6. Distinction between presentation of facts and evidence and presentation of arguments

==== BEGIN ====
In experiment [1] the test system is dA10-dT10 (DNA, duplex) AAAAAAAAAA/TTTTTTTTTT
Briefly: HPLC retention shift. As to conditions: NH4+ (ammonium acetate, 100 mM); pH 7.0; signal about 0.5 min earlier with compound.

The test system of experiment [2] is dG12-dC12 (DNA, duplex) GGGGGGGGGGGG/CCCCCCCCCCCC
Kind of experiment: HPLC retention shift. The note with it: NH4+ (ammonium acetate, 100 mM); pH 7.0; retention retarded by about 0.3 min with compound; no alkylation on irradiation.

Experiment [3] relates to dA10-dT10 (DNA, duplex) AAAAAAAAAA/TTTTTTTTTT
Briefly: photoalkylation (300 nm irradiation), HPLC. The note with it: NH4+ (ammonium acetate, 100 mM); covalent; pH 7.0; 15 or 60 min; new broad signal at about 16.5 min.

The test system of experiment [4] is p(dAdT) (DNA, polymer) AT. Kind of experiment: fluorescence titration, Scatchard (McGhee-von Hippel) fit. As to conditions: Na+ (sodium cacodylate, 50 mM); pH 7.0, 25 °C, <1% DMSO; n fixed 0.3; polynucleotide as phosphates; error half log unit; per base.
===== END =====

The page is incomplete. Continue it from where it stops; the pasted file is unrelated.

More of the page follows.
In G 4/95 the Enlarged Board noted that the distinction between the presentation of facts and evidence, on the one hand, and the presentation of arguments, on the other hand, was of basic importance under the EPC. It noted, as discussed in T 843/91 (OJ 1994, 818), a practice developed in the boards of appeal "to allow contributions by experts under the control of the authorised representative when it considers it would be useful for the good understanding of the case", thus mirroring the practice within the opposition division. In decision T 843/91 it was suggested that the legal basis for admitting such oral submissions by "experts" was Art. 117 EPC 1973. In this connection, the Enlarged Board did not accept that Art. 117 EPC 1973 provided a legal basis for hearing oral submissions by an accompanying person involving the presentation of facts and evidence, as was suggested in decision T 843/91 for example. Art. 117 EPC 1973 and its implementing rules, R. 72 to R. 76 EPC 1973, were solely concerned with setting out the procedure relevant to the formal "taking of evidence". Such procedure necessarily involved as a precondition for its use the making of a decision to take evidence within the meaning of Art. 117 EPC 1973, and that decision had to set out all the matters prescribed in R. 72(1) EPC 1973, as the first stage in the procedure.

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